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Inflation in Argentina rises to 124.4% in August, its highest level since 1991 – El Financiero

The sudden devaluation suffered by the currency of Argentina last August, a day after the primary elections, pushed the already high inflation of the South American country at its highest level in just over three decades, leaving a very gloomy scenario for the coming months.

As reported this Wednesday by the National Institute of Statistics and Censuses (Indec), the consumer price index (CPI) stood at 124.4 percent year-on-year in August.

In the eighth month of the year consumer prices grew 12.4 percent compared to July, evidencing a strong acceleration with respect to the average monthly rate of 6.9 percent that had been registered until July.

The monthly jump achieved in August was, in fact, the largest since February 1991 (27 percent), two months before Argentina adopt the “convertibility” regime between the peso and the US dollar after the hyperinflation of 1989-1990.

The increases recorded in August were generalized.

The largest increases occurred in foodwith an increase of 15.6 percent in relation to July and 133.5 percent in interannual terms, a worrying figure, since it has direct impact on the value of the basic food basket which measures the indigence line.

Strong increases were also recorded in health (15.3 percent), mainly due to increases in drug prices, and in home equipment and maintenance (14.1 percent).

Devaluation blow in Argentina

Although high inflation is a phenomenon that has been going on for years Argentina and prices had already been overheating more strongly in recent months, the jump recorded in August is directly linked to the sudden devaluation of 22 percent that the Argentine peso suffered on August 14.

The previous day, Argentina had held primary elections with a view to the presidential elections in October and in them it was the most voted force Freedom Advances (ultra-right) in a three-thirds scenario – together with the opposition coalition Together for Change (center-right) and the ruling Union for the Homeland (Peronist) -.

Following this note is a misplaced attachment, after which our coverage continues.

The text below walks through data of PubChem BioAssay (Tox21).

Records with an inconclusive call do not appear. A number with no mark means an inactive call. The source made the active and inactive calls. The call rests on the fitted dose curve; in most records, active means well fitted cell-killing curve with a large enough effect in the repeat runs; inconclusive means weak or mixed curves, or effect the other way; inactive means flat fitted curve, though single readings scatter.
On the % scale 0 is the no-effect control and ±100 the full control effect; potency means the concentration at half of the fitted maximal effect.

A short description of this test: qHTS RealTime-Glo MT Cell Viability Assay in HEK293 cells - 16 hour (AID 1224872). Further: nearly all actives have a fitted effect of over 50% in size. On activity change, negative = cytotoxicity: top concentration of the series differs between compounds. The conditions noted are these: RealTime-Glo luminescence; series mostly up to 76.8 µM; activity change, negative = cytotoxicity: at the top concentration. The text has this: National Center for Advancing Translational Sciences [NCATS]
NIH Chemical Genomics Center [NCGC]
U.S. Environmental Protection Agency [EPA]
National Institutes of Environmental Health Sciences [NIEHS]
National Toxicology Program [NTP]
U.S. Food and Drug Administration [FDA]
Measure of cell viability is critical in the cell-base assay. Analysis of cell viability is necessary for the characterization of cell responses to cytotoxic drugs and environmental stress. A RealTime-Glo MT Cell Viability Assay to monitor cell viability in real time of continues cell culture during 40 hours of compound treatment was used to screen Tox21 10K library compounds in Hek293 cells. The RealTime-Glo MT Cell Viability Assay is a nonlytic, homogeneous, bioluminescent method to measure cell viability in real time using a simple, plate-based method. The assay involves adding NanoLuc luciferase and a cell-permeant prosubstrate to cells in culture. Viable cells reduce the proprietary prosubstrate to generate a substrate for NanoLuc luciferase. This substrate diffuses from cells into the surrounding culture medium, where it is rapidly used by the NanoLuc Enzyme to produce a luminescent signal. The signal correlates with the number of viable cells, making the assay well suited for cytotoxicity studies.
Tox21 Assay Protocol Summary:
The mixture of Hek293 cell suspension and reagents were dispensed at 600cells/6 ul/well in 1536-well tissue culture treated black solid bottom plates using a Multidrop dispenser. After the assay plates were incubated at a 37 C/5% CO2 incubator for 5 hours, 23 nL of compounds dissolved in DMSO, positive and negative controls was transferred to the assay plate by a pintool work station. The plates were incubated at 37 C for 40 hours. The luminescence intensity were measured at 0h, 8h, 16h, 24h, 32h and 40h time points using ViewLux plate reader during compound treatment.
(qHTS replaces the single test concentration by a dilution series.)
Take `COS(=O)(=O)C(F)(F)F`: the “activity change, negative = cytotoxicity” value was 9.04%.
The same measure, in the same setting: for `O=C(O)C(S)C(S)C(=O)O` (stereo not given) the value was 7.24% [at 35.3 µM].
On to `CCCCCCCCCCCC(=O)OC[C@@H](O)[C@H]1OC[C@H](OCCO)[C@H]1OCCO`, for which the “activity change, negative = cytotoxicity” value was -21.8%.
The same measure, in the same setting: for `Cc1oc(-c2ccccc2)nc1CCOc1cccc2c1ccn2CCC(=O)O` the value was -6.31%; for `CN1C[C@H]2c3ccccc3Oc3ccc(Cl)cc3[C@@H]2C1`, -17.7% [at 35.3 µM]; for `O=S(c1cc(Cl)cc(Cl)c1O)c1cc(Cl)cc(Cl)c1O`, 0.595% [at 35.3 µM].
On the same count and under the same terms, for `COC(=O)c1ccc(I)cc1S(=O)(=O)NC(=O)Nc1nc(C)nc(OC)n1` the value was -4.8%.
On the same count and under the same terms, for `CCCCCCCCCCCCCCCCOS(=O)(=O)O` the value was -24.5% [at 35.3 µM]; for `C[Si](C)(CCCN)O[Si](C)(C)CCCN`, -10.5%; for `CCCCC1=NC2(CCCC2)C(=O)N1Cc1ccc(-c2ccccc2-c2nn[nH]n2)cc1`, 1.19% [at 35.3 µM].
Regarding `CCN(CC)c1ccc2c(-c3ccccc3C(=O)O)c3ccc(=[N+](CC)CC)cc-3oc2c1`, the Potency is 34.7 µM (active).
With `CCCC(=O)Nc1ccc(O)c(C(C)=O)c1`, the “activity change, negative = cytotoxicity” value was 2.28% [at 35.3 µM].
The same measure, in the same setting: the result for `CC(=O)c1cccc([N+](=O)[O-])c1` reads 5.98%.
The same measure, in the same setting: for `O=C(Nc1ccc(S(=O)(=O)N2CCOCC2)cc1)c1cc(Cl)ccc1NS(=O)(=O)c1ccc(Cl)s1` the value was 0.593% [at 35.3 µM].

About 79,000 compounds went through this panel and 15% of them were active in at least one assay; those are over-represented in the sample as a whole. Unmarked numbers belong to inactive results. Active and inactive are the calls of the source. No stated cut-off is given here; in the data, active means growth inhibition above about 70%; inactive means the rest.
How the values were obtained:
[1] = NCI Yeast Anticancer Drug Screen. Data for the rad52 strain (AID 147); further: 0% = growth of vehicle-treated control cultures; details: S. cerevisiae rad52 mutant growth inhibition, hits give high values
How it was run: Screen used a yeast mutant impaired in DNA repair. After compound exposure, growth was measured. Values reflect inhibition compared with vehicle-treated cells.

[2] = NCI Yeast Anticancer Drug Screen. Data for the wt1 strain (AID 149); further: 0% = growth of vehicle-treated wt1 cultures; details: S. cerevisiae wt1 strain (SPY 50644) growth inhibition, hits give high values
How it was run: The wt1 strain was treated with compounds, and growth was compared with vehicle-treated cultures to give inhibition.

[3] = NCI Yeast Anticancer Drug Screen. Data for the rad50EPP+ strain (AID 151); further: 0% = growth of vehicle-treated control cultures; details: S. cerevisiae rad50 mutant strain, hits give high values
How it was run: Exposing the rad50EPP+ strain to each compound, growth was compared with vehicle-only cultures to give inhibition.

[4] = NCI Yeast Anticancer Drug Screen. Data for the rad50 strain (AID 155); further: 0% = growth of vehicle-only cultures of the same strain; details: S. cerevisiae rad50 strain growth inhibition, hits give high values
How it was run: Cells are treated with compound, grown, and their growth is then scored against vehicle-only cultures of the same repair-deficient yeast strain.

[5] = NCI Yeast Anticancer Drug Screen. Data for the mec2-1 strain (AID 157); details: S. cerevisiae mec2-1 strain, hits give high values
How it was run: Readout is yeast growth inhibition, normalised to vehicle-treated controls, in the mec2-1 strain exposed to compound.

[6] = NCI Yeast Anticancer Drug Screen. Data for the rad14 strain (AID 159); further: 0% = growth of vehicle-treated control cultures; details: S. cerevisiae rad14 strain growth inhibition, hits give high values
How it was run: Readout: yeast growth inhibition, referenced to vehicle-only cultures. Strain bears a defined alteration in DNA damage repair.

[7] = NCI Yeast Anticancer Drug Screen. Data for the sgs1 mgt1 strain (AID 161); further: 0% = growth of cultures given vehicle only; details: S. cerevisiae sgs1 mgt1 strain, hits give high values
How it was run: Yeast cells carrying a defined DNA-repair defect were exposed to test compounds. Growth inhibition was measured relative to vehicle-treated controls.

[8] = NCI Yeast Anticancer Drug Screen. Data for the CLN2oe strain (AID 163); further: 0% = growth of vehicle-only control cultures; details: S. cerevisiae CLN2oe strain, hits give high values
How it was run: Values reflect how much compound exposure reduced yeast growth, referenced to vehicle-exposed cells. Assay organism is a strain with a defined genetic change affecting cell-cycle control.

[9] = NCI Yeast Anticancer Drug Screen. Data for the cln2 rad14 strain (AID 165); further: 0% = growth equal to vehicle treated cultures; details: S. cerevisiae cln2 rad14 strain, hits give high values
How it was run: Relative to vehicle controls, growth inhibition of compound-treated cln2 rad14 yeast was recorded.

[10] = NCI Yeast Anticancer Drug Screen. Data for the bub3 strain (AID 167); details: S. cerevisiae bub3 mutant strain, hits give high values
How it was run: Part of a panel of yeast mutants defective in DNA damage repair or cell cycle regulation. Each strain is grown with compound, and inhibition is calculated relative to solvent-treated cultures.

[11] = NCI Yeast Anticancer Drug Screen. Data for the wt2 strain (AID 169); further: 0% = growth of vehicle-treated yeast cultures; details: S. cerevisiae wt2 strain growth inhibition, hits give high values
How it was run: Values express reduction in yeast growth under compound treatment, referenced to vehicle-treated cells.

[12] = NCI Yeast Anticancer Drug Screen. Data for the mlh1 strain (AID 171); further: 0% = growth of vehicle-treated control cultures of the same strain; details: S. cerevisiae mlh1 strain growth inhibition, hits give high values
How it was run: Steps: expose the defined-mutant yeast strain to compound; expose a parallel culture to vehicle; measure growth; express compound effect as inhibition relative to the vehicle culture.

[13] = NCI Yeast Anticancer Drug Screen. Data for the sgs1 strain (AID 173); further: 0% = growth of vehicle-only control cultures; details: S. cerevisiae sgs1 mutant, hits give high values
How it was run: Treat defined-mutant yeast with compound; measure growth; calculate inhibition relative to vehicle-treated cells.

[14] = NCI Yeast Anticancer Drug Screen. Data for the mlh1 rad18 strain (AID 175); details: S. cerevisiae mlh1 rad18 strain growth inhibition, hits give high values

The sudden devaluation in the official exchange rate, which the Government of Alberto Fernández attributed to a requirement of the International Monetary Fund (IMF), immediately translated into an increase in the value of the dollar in the parallel quotes that many sectors of the economy follow to set prices for all types of goods and services.

“Prices had already been showing an acceleration since the second half of July, but there was an additional change in dynamics after the jump in all exchange rates on August 14. This meant that, comparing the last week of the month against the same week in July, there was an increase of 14.7 percent, much higher than the average figure for the month,” observed the consulting firm C&T in a report.

He devaluation blow and its expansive wave on inflation moved the Minister of Economy and presidential candidate, Sergio Massa, to establish agreements to freeze prices on food, fuel and health services, for example, and to suspend increases in public service rates, seeking to moderate inflation rates in the months upcoming elections, which will be marked by the general elections in October.

According to official data released this Wednesday, in the first eight months of the year, inflation has already accumulated an increase of 80.2 percent.


According to the calculations of various private consultants, the August jump leaves a “carry-over effect” of between 4 and 5 points for the September inflation index, with rates forecast for this month of up to 13.7 percent.

For Lautaro Moschet, economist at the Libertad y Progreso Foundation, “the devaluation gave a jump in the nominal value of the very important economy that will probably persist between now and the end of the year.”

“To make matters worse, expectations of new devaluations will continue to put upward pressure on inflation projections and by the end of the year we will be exceeding 150 percent,” said the expert.

According to the Market Expectations Survey corresponding to last August and whose results were released this Wednesday by the Argentine Central Bankprivate consultants have revised upward their inflation projection for this year, raising it to 169.3 percent.

If this forecast comes true, it will be the highest rate recorded in Argentina since the hyperinflation of 1989-1990 and will far exceed the 94.8 percent rate recorded last year.

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